Thursday, February 26, 2015

Morales vs Thor: A Study in Contrast

Pardon me while I plug in my waffle iron once again. This really should be the last time that have to bring up female Thor.

In fixing my poor education on the subject of Peter Parker, I've recently read through the last half of his Ultimate Spider-Man run, into the second volume that culminates in the death of Peter Parker and the rebirth of the character of Spider-Man as Miles Morales. It's something that echoes and contrasts nicely the difference in the handling between Miles Morales and the mystery female Thor.

The main contrast between these two situations is the respect in which the handover from seasoned hero to rookie newcomer is handled. In Spider-Man's case, there was an epic six-issue final battle in which Normon Osborn, as a hulked-out Green Goblin, escapes SHIELD custody, springing some of Spidey's biggest and baddest adversaries in the process and begins a hunt that ends at Aunt May's house. Spidey, Human Torch, and Iceman face off against Goblin, Vulture, Electro, Sandman, and Kraven. Parker is particularly heroic, having just survived being shot through the torso taking a bullet that was meant for Captain America, as he webs himself shut and drags himself to the battle, before crushing Goblin with a truck. Aunt May even gets a shining moment of awesome as she shoots Electro down with her own revolver. And in the end, Parker is given a magnificently noble send-off, in which a young boy is standing in the crowd watching as the life slips away from him, and he finally makes peace with being unable to save his Uncle Ben. A young boy named Miles Morales.

Morales's uncle is the Ultimate universe version of The Prowler, a professional burglar (that bears an uncomfortable resemblance to Deadpool) who does a job on Oscorp labs only to unwittingly provide a ride to an enhanced spider that ends up biting his nephew. The first 10 or so issues, as far as I've read, of Morales has him treating Peter Parker's legacy with awe and reverence, and rightly so. He's a young kid, younger even than Parker was, coming from a different background and a different life experience. His Uncle Ben moment comes when, after discovering his powers, he gets to the scene of the final battle too late, and blames himself for Parker dying. His appearances are initially met with hostility, then slow acceptance, particularly with Jessica Drew, Parker's female clone and Spider-Woman of the Marvel Ultimate universe. Morales has a natural and believable amount of self-doubt for someone of his age. A palpable sense of “Who am I to take Spider-Man's place?”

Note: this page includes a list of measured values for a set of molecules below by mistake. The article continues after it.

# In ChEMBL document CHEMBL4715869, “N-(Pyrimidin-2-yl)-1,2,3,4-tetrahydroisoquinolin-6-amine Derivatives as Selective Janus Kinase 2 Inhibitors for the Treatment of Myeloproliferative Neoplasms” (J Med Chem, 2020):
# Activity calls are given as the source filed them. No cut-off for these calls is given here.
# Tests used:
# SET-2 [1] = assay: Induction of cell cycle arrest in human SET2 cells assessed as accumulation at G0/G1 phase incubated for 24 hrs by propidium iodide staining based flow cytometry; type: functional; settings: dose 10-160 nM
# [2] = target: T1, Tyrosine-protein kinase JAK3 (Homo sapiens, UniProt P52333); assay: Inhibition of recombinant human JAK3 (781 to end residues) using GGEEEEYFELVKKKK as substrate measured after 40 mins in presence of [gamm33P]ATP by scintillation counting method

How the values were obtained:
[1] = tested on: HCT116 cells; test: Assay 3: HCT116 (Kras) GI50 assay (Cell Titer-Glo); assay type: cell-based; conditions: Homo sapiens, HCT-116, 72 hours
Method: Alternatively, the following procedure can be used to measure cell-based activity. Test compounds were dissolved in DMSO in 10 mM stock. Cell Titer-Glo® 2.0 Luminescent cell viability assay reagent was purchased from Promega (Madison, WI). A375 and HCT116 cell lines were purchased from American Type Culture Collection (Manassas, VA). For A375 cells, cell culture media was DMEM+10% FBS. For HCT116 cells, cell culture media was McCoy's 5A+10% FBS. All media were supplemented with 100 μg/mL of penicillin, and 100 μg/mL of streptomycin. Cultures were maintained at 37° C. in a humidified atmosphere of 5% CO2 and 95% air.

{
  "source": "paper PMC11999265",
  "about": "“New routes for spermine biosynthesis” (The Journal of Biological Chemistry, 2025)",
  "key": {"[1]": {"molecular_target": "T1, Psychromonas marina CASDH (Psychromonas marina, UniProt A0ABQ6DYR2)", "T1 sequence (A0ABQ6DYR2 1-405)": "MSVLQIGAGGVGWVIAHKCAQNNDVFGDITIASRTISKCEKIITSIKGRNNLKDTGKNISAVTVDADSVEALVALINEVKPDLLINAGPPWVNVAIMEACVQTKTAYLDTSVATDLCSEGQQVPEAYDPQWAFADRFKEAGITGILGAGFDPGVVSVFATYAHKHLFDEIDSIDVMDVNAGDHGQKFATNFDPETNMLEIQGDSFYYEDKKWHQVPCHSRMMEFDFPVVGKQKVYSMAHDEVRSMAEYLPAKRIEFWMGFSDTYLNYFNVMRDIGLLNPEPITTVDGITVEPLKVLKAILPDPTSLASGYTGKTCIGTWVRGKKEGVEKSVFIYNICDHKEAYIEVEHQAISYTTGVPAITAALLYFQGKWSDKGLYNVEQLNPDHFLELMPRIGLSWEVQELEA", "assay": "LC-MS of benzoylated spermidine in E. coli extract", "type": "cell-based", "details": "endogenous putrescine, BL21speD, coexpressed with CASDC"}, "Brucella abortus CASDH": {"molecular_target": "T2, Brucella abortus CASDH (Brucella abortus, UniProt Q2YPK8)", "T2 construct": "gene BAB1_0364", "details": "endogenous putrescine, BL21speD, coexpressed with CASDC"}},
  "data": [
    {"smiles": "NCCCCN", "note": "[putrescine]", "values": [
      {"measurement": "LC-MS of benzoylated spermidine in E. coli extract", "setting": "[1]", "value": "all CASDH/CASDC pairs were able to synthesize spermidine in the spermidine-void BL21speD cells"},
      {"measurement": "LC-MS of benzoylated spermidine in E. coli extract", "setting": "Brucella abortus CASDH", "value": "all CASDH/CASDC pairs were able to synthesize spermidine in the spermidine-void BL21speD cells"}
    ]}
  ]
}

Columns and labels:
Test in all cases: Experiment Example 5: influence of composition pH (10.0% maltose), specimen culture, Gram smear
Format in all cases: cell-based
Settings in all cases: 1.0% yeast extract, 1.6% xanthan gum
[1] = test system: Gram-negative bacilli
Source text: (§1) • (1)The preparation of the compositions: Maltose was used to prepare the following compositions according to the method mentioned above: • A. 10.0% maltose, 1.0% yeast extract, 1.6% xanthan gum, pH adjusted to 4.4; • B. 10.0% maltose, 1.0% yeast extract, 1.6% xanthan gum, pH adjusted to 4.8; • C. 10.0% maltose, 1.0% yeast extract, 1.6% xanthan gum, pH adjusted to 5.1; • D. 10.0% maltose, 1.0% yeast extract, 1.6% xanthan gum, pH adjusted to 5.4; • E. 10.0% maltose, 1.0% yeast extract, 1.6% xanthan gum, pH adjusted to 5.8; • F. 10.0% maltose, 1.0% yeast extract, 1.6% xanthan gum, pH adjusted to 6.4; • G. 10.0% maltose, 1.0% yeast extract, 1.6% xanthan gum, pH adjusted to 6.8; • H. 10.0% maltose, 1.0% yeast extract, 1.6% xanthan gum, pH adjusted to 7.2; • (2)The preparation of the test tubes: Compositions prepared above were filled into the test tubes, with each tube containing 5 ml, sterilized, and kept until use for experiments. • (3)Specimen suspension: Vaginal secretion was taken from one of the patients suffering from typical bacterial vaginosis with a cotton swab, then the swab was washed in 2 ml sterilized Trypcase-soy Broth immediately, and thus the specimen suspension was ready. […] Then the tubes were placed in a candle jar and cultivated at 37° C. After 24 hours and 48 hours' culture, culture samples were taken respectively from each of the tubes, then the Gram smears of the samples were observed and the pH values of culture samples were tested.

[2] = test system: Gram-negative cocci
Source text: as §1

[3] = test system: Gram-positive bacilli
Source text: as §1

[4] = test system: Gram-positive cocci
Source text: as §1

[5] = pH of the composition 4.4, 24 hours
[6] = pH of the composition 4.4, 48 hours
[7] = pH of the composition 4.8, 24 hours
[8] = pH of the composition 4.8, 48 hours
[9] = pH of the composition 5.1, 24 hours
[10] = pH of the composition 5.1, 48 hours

Pictured: The Absorbing Strawman
Pictured: Character Assassination
on a female villain.
The new Thor... does not take this approach.
Contrasting between
Morales and Thor, one subject is treated with a great deal of respect, where the other is not. Where Parker got a hero's death, and a supporting cast that transfers into the new character's life to both keep him grounded and teach him how to be Spider-Man, Thor gets none of these benefits. Where Morales is both well-established and likeable, the new Thor is flippant (in her own mind) and arrogant (in addressing other characters). Morales's book shows minority characters interacting naturally with one another as well as established characters while Thor's book turns a pair of established villains into a strawman anti-feminist critic and a pushover girl-power cheerleader. We get to know Morales as a human being and as a budding hero, where Thor just plops a stranger in front of us and says “We're not going to tell you who this is, but you're going to like her whether you like it or not!”

And finally, Parker is treated with respect. Given a hero's death and a lasting legacy. Thor is turned into a drunken layabout with a deified case of depression. Ultimate Spider-Man is how you go about replacing a hero. Thor is how you go about disrespecting your own property and alienating fans for clickbait attention.  

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